Powerful winds stoked three major wildfires on after destroying dozens of homes, forcing thousands to flee and killing two people.
The fires have charred more than 20 square miles in suburban Los Angeles and northern San Diego County in three days, with the fiercest blazes burning in the San Fernando Valley.
More than 2,000 firefighters and a fleet of water- and retardant-dropping aircraft battled fierce flames Tuesday morning. Intense winds caused a fire in the west end of the valley to double in size from 5,000 acres to nearly 10,000 acres overnight, fire officials said.
A second fire at the northeast end of the valley was 70 percent contained on Tuesday, Inspector Paul Hartwell said. Officials reduced the acreage to 4,800 acres from 5,300 acres.
About 3,000 homes remain evacuated, and winds could return in the afternoon, Hartwell said.
Santa Ana winds were gusting at 50 mph in parts of the valley, county fire officials said.
Authorities lifted an evacuation order for about 1,000 homes threatened by a wildfire on Camp Pendleton, but said another 500 homes sitting on the border with the Marine base are to remain vacated.
On the base, Marine Cpl. Priscilla Vitale said the fire has scorched more than 3,000 acres and was about 25 percent contained Tuesday. The fires that started Monday on the base’s training ranges were not caused by any type of military training, Vitale said.
“The fire wants to make its way to the coast, and we’re going to do our level best to stop it,” said Los Angeles Fire Department spokesman Brian Humphrey. “Two-thirds of our department is on the line.”
Traffic was snarled when the 118 Ronald Reagan Freeway closed in both directions for the second time as flames and smoke approached the roadway, the California Highway Patrol said. It reopened after about an hour Tuesday morning.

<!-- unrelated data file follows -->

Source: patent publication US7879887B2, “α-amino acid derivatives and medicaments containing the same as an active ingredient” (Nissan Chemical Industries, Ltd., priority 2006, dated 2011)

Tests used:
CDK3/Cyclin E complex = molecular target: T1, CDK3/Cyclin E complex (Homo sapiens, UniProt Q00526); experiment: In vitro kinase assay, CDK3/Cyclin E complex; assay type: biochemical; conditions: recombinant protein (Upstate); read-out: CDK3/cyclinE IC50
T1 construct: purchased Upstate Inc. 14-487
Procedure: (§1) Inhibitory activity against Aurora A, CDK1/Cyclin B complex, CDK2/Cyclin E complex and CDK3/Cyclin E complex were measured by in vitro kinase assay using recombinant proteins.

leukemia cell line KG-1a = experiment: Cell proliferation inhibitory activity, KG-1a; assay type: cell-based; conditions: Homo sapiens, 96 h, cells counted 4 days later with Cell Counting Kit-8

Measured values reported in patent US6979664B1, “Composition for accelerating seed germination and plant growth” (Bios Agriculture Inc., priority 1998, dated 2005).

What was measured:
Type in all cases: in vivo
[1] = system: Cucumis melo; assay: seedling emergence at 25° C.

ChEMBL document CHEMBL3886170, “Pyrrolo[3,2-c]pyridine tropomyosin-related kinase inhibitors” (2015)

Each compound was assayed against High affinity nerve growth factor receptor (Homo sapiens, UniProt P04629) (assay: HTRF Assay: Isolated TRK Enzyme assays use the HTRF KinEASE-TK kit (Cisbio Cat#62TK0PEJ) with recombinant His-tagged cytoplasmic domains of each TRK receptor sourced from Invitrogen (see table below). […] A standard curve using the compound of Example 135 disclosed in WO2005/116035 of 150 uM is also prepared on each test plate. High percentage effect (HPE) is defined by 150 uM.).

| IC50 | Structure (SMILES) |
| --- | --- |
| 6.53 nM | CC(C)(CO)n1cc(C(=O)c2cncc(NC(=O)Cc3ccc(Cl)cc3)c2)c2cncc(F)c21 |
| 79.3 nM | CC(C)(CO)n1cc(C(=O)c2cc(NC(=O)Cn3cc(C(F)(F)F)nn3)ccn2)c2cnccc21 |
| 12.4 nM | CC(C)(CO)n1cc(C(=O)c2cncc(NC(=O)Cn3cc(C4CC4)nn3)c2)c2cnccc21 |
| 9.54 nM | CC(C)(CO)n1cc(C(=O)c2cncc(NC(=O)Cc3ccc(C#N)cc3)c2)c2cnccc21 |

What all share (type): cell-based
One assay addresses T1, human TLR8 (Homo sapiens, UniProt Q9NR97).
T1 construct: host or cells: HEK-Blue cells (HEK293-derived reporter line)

The freeway was the scene of a fatal wreck Monday when a tow truck rear-ended a car and killed the driver. California Highway Patrol Officer Leland Tang said traffic stalled because firefighters were going by as fire neared the route.
A second fatality was discovered Monday in the rugged canyon lands below the mountainous Angeles National Forest. The victim was a man who appeared to be a transient living with a dog in a makeshift shelter, officials said. Mayor Anthony Villaraigosa said it would take some time to identify the victim.
Authorities confirmed more than three dozen mobile homes burned in the west end of the valley and 19 structures — some of them homes — were destroyed at the northeast end. Commercial sites burned in both fires.
Fire officials alerted other communities to the west in the Ventura County city of Simi Valley and south to Malibu, 20 miles away, as an ominous plume streamed over neighborhoods and far out to sea.
A fire broke out near the U.S.-Mexico border in San Diego County Tuesday morning and forced the evacuation of about 300 homes in the town of Campo, said Sheriff’s Lt. Anthony Ray. It had burned about 150 acres on both side of Highway 94 but no structures have been burned and no one has been injured, Ray said.
Gov. Arnold Schwarzenegger declared a state of emergency in Los Angeles and Ventura counties and urged residents to be prepared for anything.
“Winds are causing fire conditions to change by the hour, which is why it is so important that residents in the areas surrounding these wildfires heed warnings from public safety officials to evacuate,” Schwarzenegger said.
The dry and warm Santa Ana winds typically blow into Southern California between October and February, priming vegetation for fires by slashing moisture levels. Last October, fires fanned by Santa Anas destroyed 2,196 homes and burned a combined 800 square miles in Southern California.
Associated Press writers Greg Risling, Thomas Watkins, Alicia Chang, Terence Chea, Christina Hoag, John Rogers and Chelsea Carter contributed to this report.
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